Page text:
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Farnese Vini studies Pozzato’s Flanders and dreams of Roubaix for Ballerini

  • By Gregor Brown
  • Published Apr. 2, 2012
Filippo Pozzato will return to racing later this month. Photo: Graham Watson | www.grahamwatson.com

OUDENAARDE, Belgium (VN) — Filippo Pozzato looked most likely to foil Tom Boonen’s charge to a third Tour of Flanders win yesterday. He returned to Monaco empty-handed, “first of the idiots,” as he said, with his thoughts on Paris-Roubaix.

Farnese Vini-Selle Italia sports directors looked understandably upset at the bus in Oudenaarde. Luca Scinto needed a few minutes before he could speak. Serge Parsani shook his head and told VeloNews, “Roubaix is all that remains.”

Flanders, or the Giro delle Fiandre in Italian, was a lost opportunity for Pozzato. It could have been his biggest one-day classics win since Milan-San Remo in 2006. He wrote this morning in Twitter, “So near, but so far.”

Pozzato charged after a solo attack by fellow Italian Alessandro Ballan (BMC Racing) at the top of the Oude Kwaremont with 18 kilometers to race. He joined Ballan with two-time winner Tom Boonen (Omega Pharma-Quick Step) in tow. Boonen was the top favorite, particularly after Fabian Cancellara crashed out, thanks to his recent wins at E3 Prijs Harelbeke and Ghent-Wevelgem.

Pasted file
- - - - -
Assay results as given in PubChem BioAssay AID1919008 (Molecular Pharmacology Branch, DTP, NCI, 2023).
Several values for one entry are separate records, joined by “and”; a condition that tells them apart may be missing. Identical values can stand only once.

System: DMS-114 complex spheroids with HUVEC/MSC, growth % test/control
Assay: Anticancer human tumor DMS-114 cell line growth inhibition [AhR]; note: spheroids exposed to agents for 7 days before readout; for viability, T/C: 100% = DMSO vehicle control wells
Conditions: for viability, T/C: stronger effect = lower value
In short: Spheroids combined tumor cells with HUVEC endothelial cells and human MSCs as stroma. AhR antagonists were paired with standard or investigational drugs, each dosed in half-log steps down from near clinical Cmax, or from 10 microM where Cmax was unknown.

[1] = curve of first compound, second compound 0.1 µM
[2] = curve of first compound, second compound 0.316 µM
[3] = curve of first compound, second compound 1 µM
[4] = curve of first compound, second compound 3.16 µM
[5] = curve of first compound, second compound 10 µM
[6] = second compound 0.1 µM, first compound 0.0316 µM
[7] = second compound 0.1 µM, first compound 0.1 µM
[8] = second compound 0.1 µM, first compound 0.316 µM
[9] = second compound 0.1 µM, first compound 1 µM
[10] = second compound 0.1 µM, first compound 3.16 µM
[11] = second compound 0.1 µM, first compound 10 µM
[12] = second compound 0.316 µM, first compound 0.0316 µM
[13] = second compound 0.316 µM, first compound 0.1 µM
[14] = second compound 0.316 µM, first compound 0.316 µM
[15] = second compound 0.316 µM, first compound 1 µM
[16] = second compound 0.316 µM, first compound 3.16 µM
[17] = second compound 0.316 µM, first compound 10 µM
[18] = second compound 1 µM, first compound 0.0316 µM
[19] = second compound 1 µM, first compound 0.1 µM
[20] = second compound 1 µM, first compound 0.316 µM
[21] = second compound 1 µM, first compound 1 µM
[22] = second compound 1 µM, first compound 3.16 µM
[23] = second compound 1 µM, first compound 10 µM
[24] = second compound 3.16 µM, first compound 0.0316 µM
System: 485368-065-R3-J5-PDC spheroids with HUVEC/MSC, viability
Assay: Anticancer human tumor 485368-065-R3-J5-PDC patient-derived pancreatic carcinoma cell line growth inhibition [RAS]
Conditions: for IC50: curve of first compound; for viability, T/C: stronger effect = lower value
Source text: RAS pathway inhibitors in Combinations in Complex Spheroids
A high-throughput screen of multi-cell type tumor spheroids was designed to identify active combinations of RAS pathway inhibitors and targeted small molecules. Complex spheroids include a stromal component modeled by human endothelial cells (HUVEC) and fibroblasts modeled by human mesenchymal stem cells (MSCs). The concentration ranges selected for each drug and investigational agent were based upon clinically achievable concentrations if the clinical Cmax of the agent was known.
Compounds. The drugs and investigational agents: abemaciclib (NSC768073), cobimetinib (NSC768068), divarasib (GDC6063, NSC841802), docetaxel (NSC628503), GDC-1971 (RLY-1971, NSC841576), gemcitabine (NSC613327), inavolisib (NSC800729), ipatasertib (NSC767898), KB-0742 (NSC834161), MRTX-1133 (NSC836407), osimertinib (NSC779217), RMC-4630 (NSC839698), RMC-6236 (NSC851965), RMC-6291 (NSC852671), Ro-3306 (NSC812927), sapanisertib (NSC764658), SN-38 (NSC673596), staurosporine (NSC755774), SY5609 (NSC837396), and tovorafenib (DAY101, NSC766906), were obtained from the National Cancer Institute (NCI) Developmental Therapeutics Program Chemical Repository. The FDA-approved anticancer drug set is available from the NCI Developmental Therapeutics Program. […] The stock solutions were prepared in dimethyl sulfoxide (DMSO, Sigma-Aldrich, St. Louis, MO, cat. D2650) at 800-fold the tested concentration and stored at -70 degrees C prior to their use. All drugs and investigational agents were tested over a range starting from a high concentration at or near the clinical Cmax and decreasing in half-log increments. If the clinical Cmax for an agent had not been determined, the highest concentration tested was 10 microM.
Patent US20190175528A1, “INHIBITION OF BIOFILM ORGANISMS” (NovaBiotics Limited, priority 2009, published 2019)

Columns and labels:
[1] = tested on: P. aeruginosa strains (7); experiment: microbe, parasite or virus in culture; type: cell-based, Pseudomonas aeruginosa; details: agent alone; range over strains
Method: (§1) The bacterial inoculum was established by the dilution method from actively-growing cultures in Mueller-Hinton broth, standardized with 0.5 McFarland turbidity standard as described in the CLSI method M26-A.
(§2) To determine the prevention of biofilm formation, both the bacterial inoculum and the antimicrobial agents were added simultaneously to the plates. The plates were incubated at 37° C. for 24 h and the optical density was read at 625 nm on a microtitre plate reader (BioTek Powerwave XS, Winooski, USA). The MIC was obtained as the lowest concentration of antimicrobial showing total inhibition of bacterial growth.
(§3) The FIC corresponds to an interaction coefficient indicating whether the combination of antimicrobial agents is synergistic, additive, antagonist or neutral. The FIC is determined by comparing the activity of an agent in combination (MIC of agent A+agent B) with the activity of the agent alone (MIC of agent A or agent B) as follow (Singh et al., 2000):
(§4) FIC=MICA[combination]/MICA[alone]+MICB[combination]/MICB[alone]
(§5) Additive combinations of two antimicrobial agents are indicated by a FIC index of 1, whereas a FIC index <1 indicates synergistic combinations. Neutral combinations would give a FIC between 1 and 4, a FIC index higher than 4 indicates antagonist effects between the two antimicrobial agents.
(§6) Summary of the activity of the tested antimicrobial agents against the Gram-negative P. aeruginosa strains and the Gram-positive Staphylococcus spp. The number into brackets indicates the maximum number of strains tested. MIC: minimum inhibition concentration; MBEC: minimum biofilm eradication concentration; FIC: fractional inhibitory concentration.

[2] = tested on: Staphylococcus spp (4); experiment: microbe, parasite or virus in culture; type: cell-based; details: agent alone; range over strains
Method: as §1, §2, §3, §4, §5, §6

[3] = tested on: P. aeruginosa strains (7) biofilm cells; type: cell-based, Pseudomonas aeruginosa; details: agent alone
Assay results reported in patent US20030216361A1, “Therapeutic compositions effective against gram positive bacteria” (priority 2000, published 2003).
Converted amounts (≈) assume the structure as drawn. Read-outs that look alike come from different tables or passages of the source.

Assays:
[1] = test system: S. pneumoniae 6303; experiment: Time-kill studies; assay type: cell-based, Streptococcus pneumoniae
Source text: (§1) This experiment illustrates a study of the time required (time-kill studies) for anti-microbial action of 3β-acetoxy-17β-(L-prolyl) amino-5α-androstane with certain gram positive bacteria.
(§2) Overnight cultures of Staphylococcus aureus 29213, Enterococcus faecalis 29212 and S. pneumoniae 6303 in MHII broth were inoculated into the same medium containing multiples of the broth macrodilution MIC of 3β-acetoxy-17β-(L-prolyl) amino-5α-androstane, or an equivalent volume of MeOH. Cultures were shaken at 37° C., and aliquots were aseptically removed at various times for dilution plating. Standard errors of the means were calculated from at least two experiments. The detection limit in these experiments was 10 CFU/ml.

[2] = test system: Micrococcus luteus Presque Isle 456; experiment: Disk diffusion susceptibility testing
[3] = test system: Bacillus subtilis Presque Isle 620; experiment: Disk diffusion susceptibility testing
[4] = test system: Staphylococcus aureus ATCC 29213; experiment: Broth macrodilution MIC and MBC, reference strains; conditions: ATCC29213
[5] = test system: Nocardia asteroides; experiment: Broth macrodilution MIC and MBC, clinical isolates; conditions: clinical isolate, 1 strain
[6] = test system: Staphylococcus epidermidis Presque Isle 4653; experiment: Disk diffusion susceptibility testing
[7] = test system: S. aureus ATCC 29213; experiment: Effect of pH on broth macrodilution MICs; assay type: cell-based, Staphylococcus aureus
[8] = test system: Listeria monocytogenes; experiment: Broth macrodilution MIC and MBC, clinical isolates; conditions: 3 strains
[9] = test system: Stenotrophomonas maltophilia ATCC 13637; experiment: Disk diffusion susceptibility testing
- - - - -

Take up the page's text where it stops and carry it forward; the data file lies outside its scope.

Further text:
Pozzato had a short 13 kilometers, nine flat to the finish, to come up with a plan to win the race. With a solid headwind on the run-in to Oudenaarde, he decided to wait and sprint. Ballan, instead, attacked three times: at 3km, at 2km and again at 1km to go.

Italy’s Michele Bartoli, who won the race in 1996, tweeted, “They both had to attack and not wait for the last three kilometers. The race was over by then.”

Parsani agreed. He told VeloNews, “Maybe the only thing was that he risked it for the sprint finish. When Ballan attacked, maybe he could have countered at two-to-three kilometers out. He was overly convinced for the sprint and, unfortunately, it fell apart.”

After Ballan opened the sprint early, at 300 meters in the wind, Boonen started with around 200 meters, and Pozzato shot off his wheel to the left. Ballan faded behind for third and Pozzato came up just short.

“He was strong. We saw him the last time up the Paterberg, where he accelerated and dropped Tom,” Parsani added. “It’s a shame, but races are like that.”

Pozzato should be proud of what he accomplished since fracturing his collarbone in the Tour of Qatar on February 9. He returned to racing nine days later. In San Remo he placed sixth, Dwars door Vlaanderen sixth, Ghent-Wevelgem ninth and yesterday, second.

“I’m happy when we win,” Pozzato told VeloNews ahead of the race. “Given what’s happened, though, I’m happy. I’ve been able to find good condition for San Remo and for these races in Belgium. Now, it’d be great if we take home a good result.”

He points towards France for Paris-Roubaix now, where he finished second in 2009. He and Scinto raced together in team Mapei with Franco Ballerini, a two-time winner. Ballerini took over as the Italian coach, but died in a car crash in 2010.

“Roubaix is his dream, mine too because of the link to Ballerini,” Scinto said. “That day we will be racing in nine, instead of eight.”

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